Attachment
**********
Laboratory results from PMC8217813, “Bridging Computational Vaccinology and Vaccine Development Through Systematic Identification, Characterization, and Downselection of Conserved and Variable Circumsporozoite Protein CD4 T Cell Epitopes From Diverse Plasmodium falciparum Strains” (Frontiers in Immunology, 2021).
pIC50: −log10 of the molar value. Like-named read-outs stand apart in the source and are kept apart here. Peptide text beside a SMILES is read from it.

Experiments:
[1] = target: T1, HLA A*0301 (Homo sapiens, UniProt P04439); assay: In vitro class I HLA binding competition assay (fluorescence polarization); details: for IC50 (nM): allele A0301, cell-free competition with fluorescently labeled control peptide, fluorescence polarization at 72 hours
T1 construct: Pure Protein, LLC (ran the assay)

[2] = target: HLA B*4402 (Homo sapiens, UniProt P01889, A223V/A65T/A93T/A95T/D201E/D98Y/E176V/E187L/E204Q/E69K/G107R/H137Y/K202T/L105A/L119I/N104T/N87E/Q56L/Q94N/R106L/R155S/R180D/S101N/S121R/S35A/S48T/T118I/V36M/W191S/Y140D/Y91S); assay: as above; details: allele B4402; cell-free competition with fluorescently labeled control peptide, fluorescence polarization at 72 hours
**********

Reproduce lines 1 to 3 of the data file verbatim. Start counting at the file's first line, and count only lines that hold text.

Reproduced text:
Laboratory results from PMC8217813, “Bridging Computational Vaccinology and Vaccine Development Through Systematic Identification, Characterization, and Downselection of Conserved and Variable Circumsporozoite Protein CD4 T Cell Epitopes From Diverse Plasmodium falciparum Strains” (Frontiers in Immunology, 2021).
pIC50: −log10 of the molar value. Like-named read-outs stand apart in the source and are kept apart here. Peptide text beside a SMILES is read from it.

Experiments: